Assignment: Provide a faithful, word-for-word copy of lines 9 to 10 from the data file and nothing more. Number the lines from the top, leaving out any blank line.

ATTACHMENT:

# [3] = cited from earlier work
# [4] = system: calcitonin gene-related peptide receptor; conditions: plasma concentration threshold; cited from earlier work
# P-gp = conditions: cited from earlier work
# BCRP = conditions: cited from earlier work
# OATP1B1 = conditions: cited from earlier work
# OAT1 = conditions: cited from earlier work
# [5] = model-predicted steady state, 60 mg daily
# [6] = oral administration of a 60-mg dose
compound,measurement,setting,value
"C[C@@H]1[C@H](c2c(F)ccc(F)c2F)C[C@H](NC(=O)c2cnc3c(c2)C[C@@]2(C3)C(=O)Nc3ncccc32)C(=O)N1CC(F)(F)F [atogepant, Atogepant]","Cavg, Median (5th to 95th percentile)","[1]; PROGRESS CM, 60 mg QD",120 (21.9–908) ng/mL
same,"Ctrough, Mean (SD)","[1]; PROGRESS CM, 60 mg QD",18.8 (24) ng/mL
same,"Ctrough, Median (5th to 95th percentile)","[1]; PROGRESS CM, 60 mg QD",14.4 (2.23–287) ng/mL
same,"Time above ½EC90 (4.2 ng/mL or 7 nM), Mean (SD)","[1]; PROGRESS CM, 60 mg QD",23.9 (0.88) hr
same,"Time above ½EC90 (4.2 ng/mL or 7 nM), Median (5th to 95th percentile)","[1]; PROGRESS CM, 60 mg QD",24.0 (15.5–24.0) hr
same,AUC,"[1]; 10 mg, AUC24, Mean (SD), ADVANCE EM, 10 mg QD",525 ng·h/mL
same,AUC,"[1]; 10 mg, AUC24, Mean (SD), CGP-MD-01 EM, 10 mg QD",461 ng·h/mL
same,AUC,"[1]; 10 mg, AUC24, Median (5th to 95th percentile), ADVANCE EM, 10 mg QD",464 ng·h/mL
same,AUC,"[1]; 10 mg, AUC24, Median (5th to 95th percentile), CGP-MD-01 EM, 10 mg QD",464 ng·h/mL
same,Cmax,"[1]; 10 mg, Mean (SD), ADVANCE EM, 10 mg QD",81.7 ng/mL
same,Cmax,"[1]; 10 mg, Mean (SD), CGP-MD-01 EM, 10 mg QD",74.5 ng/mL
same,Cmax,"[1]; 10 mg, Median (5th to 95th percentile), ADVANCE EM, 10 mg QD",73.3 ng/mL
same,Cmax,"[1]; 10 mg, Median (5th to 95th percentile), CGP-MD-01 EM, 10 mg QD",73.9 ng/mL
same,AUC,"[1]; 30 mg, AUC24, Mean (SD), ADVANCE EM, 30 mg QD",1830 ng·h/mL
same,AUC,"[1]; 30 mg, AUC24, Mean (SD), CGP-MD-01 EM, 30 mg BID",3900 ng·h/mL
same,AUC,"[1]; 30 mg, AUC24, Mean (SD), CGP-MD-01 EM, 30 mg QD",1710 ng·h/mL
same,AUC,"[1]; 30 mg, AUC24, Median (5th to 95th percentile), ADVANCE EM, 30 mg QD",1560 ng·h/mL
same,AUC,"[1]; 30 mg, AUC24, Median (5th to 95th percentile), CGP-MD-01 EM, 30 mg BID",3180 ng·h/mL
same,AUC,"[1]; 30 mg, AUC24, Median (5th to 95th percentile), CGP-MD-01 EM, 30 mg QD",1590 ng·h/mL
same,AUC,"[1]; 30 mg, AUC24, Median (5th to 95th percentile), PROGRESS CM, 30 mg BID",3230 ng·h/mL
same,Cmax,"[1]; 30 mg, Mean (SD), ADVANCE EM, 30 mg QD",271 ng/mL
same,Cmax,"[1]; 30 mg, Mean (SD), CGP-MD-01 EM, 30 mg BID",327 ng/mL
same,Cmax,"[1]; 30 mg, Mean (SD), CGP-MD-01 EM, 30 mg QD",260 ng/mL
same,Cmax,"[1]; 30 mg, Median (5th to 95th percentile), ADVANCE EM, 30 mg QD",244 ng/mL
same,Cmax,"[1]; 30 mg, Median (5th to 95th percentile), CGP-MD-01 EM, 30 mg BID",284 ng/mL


compound,measurement,setting,value
"C[C@@H]1[C@H](c2c(F)ccc(F)c2F)C[C@H](NC(=O)c2cnc3c(c2)C[C@@]2(C3)C(=O)Nc3ncccc32)C(=O)N1CC(F)(F)F [atogepant, Atogepant]","Cavg, Median (5th to 95th percentile)","[1]; PROGRESS CM, 60 mg QD",120 (21.9–908) ng/mL